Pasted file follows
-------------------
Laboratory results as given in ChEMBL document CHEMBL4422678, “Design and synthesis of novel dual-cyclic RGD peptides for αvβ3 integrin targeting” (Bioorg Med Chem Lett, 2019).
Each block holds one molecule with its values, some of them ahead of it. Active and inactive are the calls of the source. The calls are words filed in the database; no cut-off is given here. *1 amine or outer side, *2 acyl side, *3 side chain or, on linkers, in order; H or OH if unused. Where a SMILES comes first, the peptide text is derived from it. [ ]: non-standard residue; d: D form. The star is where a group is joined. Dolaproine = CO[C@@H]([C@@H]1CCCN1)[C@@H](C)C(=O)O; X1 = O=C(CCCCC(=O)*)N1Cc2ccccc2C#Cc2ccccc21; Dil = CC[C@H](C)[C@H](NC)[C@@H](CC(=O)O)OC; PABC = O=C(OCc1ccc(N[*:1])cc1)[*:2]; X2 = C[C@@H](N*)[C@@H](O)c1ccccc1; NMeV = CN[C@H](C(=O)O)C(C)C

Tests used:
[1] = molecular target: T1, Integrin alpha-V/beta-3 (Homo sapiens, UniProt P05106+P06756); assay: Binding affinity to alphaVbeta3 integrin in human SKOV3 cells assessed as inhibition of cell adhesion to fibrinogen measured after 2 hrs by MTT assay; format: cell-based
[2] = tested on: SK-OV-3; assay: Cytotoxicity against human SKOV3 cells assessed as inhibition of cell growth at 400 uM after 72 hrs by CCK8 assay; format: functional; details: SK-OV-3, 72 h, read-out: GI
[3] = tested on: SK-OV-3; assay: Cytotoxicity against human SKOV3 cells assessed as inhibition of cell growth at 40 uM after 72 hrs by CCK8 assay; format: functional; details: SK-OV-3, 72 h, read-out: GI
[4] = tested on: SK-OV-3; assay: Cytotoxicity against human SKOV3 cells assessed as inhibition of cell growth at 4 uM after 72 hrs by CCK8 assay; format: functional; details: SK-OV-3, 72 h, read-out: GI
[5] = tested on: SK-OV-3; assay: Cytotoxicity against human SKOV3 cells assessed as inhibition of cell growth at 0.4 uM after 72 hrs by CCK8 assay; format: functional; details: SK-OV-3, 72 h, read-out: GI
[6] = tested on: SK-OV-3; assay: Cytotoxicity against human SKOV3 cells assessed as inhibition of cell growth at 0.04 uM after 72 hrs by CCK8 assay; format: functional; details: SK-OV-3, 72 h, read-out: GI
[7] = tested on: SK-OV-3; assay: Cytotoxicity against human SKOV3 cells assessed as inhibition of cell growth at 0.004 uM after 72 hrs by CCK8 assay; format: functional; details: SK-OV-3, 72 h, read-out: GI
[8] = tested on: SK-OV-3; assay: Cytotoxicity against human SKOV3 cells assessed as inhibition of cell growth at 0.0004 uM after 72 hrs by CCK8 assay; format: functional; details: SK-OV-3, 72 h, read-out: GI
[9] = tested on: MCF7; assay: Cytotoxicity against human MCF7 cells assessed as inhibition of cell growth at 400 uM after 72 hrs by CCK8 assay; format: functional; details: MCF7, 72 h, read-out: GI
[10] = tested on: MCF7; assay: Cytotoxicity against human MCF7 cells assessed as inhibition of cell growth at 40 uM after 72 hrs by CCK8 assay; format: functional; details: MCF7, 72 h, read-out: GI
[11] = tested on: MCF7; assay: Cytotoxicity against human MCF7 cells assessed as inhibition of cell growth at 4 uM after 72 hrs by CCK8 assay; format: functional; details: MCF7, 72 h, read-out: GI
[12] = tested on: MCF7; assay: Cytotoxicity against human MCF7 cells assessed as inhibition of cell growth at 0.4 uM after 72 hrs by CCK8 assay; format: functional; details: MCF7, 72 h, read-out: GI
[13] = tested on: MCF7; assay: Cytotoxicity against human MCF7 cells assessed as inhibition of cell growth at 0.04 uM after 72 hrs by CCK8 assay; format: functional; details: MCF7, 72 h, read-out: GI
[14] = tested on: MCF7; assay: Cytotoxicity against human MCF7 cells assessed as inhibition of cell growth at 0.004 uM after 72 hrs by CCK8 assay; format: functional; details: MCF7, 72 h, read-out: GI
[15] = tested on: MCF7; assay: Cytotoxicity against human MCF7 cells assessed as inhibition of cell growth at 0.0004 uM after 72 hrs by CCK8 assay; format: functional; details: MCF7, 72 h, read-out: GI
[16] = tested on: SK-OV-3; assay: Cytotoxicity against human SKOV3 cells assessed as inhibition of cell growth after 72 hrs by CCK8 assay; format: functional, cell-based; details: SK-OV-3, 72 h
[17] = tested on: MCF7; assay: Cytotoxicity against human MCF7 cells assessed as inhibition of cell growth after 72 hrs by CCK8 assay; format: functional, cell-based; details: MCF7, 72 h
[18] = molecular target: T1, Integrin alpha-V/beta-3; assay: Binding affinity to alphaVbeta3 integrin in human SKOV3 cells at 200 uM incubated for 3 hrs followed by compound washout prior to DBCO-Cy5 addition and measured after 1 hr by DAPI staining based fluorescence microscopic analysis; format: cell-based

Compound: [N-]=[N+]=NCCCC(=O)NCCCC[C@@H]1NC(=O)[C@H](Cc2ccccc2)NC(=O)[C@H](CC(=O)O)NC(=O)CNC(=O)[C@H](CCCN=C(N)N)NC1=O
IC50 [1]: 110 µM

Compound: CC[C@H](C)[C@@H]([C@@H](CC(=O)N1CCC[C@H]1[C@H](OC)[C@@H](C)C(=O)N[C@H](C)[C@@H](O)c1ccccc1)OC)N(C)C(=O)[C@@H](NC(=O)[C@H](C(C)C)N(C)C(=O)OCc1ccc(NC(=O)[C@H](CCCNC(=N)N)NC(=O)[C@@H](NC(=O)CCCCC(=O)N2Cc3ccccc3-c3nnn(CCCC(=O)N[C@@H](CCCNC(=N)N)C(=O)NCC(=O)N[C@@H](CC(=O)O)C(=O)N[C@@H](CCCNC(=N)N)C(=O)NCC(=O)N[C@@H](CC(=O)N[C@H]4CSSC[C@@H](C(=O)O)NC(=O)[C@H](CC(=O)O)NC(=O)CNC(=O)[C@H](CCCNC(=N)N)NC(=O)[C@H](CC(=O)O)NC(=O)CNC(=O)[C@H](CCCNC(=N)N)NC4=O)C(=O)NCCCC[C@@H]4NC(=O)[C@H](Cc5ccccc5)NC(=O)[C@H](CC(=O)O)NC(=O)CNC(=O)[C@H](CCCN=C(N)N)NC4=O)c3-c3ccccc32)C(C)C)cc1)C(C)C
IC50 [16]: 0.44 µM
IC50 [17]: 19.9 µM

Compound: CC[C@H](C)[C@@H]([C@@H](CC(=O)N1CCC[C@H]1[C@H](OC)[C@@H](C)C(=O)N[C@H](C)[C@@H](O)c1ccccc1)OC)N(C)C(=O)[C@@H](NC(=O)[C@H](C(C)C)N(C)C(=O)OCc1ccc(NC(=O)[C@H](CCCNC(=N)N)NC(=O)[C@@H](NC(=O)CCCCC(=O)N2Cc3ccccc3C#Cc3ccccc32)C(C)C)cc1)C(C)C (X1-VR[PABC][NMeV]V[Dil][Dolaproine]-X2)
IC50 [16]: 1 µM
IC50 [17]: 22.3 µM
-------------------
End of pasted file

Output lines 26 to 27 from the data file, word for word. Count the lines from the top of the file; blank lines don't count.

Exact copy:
IC50 [17]: 19.9 µM

Compound: CC[C@H](C)[C@@H]([C@@H](CC(=O)N1CCC[C@H]1[C@H](OC)[C@@H](C)C(=O)N[C@H](C)[C@@H](O)c1ccccc1)OC)N(C)C(=O)[C@@H](NC(=O)[C@H](C(C)C)N(C)C(=O)OCc1ccc(NC(=O)[C@H](CCCNC(=N)N)NC(=O)[C@@H](NC(=O)CCCCC(=O)N2Cc3ccccc3C#Cc3ccccc32)C(C)C)cc1)C(C)C (X1-VR[PABC][NMeV]V[Dil][Dolaproine]-X2)